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Women in Engineering

Latest Stories Featuring Women

New Solar Power Material Converts 90 Percent of Captured Light into Heat 10/28/14
New Solar Power Material Converts 90 Percent of Captured Light into Heat
A multidisciplinary engineering team at the University of California, San Diego developed a new nanoparticle-based material for concentrating solar power plants designed to absorb and convert to heat more than 90 percent of the sunlight it captures. The new material can also withstand temperatures greater than 700 degrees Celsius and survive many years outdoors in spite of exposure to air and humidity. Their work, funded by the U.S. Department of Energy’s SunShot program, was published recently in two separate articles in the journal Nano Energy
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Team Internship Program: Building the next generation of engineers. 10/7/14
Team Internship Program: Building the next generation of engineers.
They worked on the next generation of drones for 3D Robotics. At Cubic Transportation Systems, they created applications to allow public transit users to enhance their mobility and pay fares on their own mobile devices. At UTC Aerospace Systems, they re-engineered the designs for manufacturing aircraft parts. In all, 330 students participated in the Team Internship Program at the Jacobs School of Engineering at the University of California, San Diego this summer. They worked for 42 companies in the United States and around the world, including Yahoo!, Qualcomm and Solar Turbines, among many others. 
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Biomedical Engineers Win 'People's Choice' Award for Inspiring Video 10/3/14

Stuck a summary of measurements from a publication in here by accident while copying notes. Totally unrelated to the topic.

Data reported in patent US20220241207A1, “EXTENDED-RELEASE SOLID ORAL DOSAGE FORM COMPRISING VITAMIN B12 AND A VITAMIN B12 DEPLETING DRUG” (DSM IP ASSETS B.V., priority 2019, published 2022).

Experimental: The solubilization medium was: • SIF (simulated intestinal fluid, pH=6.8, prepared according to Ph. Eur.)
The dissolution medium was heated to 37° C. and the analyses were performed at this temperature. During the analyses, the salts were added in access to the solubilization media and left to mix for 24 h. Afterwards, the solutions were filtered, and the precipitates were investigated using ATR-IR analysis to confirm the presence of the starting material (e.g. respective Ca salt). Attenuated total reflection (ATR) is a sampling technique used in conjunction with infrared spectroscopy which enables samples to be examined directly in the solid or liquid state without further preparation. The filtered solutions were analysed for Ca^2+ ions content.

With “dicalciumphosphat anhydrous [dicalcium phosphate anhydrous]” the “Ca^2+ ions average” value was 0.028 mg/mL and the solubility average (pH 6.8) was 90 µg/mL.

Biomedical Engineers Win 'People's Choice' Award for Inspiring Video
The National Academy of Engineering named a group of University of California, San Diego bioengineering students as the “People’s Choice” award winner in a video contest celebrating the 50th anniversary of the NAE. The Biomedical Engineering Society at UC San Diego received $5,000 in prize money for their award-winning video titled “The Future is Boundless.”
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Diabetes in a Dish 10/2/14
Diabetes in a Dish
Although type 1 diabetes can be controlled with insulin injections and lifestyle modifications, major advances in treating the disease have not been made in more than two decades and there remain fundamental gaps in what is understood about its causes and how to halt its progression.With a 5-year, $4-million grant from the National Institutes of Health, researchers at University of California, San Diego School of Medicine and bioengineers at UC San Diego Jacobs School of Engineering, with colleagues at UC Irvine and Washington University in St. Louis hope to change this.
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